CNS photo/Debbie Hill

God's Word on Sunday: Heavenly Jerusalem resides within us

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  • May 17, 2019

Sixth Sunday of Easter, May 26 (Year C) Acts 15:1-2, 22-29; Psalm 67; Revelation 21:10-14, 22-23; John 14:23-29

There are two approaches to life that make our world more “interesting.” The first seeks to build walls, erect barriers and gates, and control access. The second builds bridges, opens doors and levels the playing field. These two opposing attitudes battle it out in politics, education, business and, yes, religion. 

The first real crisis the Christian community faced concerned non-Jewish believers in Jesus. What did they have to do to sign on as a member of the people of God? One camp demanded the maximum: Potential converts had to become Jews first, observing all the laws, including circumcision. 

Paul and others had a different view. They recognized Jesus represented the turning of a new page in human history — a “new age.” No longer would people identify themselves as members of God’s household by observance of the Law. From now on, God’s people would be distinguished by faith. Gentile converts would not be required to observe the Law and traditions. 

The debate roiled the entire community, with people of good faith on both sides of the issue. Hardliners showed up in Antioch insisting that full observance of the Law was necessary for salvation. The bar was set very high. At this meeting of the early Christian community in Jerusalem, it was decided that Gentile converts were only required to observe the minimum: avoidance of idolatry, blood and fornication, something required of all. 

Although Luke portrays the meeting as peaceful and fraternal, Paul’s account in Galatians — written a generation before — tells a different story. The meeting was rancorous and contentious, with lots of shouting and temper displays. Nothing new there! 

Christianity passed through this first crisis and broke out into the Greco-Roman world. Had the views of the other party prevailed, Christianity might have remained a small sect rather than a great world religion. 

We face many similar issues today, many of them related to inclusiveness and boundaries. Building bridges should be our tool, along with an open heart and mind. What made it possible was openness to the Spirit and a willingness to change — the basic requirements for a living faith.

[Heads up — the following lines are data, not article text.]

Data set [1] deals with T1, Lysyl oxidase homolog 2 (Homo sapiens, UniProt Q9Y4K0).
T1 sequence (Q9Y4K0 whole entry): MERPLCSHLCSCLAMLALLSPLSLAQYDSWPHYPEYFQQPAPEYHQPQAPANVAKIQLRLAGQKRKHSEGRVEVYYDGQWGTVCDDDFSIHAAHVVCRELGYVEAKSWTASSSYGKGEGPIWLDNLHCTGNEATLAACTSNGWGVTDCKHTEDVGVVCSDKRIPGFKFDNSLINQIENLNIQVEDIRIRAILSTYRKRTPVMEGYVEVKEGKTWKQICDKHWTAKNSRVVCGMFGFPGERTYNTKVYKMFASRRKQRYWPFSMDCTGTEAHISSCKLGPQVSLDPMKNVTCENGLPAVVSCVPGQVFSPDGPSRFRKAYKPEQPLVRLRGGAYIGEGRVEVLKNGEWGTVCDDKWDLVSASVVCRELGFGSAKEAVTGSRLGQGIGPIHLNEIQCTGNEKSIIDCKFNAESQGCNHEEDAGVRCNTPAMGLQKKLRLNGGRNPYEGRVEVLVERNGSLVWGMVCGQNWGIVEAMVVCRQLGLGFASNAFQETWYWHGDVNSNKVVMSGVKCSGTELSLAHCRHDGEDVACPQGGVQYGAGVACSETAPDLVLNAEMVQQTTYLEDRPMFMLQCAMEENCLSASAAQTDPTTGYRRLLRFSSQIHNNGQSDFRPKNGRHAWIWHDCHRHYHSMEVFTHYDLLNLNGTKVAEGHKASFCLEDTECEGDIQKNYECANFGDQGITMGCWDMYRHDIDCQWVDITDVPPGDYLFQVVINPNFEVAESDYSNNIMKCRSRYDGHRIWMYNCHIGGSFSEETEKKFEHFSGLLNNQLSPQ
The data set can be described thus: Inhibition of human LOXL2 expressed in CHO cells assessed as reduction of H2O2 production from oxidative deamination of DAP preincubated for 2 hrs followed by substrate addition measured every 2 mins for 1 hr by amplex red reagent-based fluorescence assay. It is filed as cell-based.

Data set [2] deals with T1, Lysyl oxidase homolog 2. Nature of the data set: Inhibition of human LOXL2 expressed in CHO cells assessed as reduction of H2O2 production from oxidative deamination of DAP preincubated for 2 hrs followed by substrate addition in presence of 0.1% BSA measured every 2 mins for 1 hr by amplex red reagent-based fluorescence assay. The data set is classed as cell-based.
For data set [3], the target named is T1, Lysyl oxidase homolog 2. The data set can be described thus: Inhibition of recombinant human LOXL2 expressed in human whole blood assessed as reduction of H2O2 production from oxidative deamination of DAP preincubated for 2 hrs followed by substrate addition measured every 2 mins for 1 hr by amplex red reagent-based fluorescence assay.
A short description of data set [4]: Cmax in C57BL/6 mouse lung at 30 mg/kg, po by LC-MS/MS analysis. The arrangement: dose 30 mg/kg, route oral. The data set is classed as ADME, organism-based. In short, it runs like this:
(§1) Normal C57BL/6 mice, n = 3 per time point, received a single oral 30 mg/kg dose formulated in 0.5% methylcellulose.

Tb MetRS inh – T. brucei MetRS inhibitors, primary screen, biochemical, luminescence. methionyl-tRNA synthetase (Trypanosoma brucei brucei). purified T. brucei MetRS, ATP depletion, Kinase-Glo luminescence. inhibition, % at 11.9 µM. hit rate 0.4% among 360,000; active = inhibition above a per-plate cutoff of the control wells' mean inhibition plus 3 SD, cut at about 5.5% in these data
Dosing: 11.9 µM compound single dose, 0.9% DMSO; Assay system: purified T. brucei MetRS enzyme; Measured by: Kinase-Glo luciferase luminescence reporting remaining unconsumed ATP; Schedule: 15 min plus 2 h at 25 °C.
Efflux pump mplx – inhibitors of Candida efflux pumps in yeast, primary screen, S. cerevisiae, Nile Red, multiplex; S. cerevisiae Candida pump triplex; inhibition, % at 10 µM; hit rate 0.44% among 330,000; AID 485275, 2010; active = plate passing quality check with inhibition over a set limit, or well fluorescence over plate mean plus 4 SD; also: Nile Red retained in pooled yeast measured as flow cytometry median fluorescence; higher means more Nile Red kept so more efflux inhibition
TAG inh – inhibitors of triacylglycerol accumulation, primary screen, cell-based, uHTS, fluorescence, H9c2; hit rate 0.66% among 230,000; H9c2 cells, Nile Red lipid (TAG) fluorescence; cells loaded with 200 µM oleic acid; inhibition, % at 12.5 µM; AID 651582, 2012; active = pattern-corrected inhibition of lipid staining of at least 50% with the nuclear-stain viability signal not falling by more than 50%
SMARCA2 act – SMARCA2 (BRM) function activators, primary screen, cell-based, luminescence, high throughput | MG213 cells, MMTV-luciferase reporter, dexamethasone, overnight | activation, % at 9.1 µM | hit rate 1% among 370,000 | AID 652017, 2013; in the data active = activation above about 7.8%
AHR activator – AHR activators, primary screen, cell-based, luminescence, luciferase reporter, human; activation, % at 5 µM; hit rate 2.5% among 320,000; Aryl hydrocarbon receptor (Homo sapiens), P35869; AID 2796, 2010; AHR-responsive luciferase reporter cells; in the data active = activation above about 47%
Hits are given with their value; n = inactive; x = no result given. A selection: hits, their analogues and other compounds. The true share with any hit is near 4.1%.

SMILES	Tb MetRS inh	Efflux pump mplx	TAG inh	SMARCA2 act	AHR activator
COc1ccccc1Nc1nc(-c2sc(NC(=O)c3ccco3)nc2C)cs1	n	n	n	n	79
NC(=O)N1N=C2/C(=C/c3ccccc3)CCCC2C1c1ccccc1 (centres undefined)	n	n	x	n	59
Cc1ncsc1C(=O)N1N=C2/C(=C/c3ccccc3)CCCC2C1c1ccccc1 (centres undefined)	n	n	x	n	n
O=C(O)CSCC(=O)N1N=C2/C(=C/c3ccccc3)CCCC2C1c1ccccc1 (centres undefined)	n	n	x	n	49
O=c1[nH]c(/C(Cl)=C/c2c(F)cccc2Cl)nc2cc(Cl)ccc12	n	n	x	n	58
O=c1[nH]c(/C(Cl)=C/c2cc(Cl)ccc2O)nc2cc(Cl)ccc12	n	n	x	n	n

God’s plan of salvation evolves through the centuries. Clinging rigidly to the past or to tradition will put us on the wrong side of God’s history.

The vision of the heavenly Jerusalem is as beautiful as it is puzzling. The text is loaded with numeric and visual significance, most signifying perfection and completeness. The precious jewels reflect paradise and God’s glory. 

This city is out of the ordinary. There is no temple and there is no need of light from the sun or moon. Many have thought that the heavenly Jerusalem would descend to an earthly location, but it is not a place; it is a state of conscious awareness of God’s presence. 

The temple is not needed because God is within and easily accessible. From that interior temple, God illuminates our awareness and our actions. This is what God intends for humanity, but we stumble towards this goal and often stray from the path. God does not want to be distant. God wants to dwell with us.

We are not alone in this struggle, nor do we have to “figure things out.” John gives us some powerful assurances. First, the Spirit dwells within the community and the hearts of believers, continuing its role as teacher and guide. We need but listen and go where the Spirit leads. 

Love is the way — the only way — that we will ever know and experience God. We cannot reason our way to an experience of God, nor will manipulation of any sort do the trick. Love means fidelity and obedience to the divine will, along with self-giving care and compassion for others. 

Jesus promises that if we love Him and obey His commandments, He and the Father will dwell within us. In other words, we will experience within us the vision of the heavenly Jerusalem. The choice is entirely ours. 

The Scriptures are filled with promises of wonderful gifts, most of which remain unopened and unused. The heavenly Jerusalem, as well as the kingdom of God, are within us.

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